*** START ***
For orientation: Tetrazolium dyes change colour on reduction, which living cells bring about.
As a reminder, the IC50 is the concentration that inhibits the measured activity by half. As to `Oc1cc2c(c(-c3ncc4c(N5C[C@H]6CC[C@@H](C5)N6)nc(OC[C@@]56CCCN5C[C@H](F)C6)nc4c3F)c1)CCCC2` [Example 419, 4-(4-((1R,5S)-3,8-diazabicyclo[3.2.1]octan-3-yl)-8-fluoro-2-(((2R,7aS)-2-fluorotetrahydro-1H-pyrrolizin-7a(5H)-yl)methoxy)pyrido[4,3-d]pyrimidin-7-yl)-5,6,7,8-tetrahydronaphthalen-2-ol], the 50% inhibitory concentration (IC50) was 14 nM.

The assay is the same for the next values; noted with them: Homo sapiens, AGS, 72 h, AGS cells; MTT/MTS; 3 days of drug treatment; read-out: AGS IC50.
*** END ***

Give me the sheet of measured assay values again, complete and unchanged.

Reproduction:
For orientation: Tetrazolium dyes change colour on reduction, which living cells bring about.
As a reminder, the IC50 is the concentration that inhibits the measured activity by half. As to `Oc1cc2c(c(-c3ncc4c(N5C[C@H]6CC[C@@H](C5)N6)nc(OC[C@@]56CCCN5C[C@H](F)C6)nc4c3F)c1)CCCC2` [Example 419, 4-(4-((1R,5S)-3,8-diazabicyclo[3.2.1]octan-3-yl)-8-fluoro-2-(((2R,7aS)-2-fluorotetrahydro-1H-pyrrolizin-7a(5H)-yl)methoxy)pyrido[4,3-d]pyrimidin-7-yl)-5,6,7,8-tetrahydronaphthalen-2-ol], the 50% inhibitory concentration (IC50) was 14 nM.

The assay is the same for the next values; noted with them: Homo sapiens, AGS, 72 h, AGS cells; MTT/MTS; 3 days of drug treatment; read-out: AGS IC50.